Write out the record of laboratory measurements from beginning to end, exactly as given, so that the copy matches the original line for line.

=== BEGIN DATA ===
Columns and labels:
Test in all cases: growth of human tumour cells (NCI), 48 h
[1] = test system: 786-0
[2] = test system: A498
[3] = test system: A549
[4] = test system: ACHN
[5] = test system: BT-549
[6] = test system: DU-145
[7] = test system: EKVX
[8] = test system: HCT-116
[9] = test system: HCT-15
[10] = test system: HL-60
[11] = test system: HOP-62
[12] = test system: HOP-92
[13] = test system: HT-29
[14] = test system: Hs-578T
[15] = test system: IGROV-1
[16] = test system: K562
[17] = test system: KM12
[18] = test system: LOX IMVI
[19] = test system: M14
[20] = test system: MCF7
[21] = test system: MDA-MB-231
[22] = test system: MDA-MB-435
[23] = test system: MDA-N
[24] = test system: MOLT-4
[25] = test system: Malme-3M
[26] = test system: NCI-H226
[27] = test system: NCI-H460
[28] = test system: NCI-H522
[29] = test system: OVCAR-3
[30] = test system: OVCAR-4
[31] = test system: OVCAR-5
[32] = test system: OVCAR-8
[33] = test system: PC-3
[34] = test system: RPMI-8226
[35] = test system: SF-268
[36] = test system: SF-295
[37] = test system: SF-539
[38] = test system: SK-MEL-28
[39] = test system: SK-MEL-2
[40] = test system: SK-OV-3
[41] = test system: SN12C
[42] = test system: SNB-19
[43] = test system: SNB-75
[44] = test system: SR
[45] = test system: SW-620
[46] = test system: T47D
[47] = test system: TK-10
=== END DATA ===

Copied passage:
Columns and labels:
Test in all cases: growth of human tumour cells (NCI), 48 h
[1] = test system: 786-0
[2] = test system: A498
[3] = test system: A549
[4] = test system: ACHN
[5] = test system: BT-549
[6] = test system: DU-145
[7] = test system: EKVX
[8] = test system: HCT-116
[9] = test system: HCT-15
[10] = test system: HL-60
[11] = test system: HOP-62
[12] = test system: HOP-92
[13] = test system: HT-29
[14] = test system: Hs-578T
[15] = test system: IGROV-1
[16] = test system: K562
[17] = test system: KM12
[18] = test system: LOX IMVI
[19] = test system: M14
[20] = test system: MCF7
[21] = test system: MDA-MB-231
[22] = test system: MDA-MB-435
[23] = test system: MDA-N
[24] = test system: MOLT-4
[25] = test system: Malme-3M
[26] = test system: NCI-H226
[27] = test system: NCI-H460
[28] = test system: NCI-H522
[29] = test system: OVCAR-3
[30] = test system: OVCAR-4
[31] = test system: OVCAR-5
[32] = test system: OVCAR-8
[33] = test system: PC-3
[34] = test system: RPMI-8226
[35] = test system: SF-268
[36] = test system: SF-295
[37] = test system: SF-539
[38] = test system: SK-MEL-28
[39] = test system: SK-MEL-2
[40] = test system: SK-OV-3
[41] = test system: SN12C
[42] = test system: SNB-19
[43] = test system: SNB-75
[44] = test system: SR
[45] = test system: SW-620
[46] = test system: T47D
[47] = test system: TK-10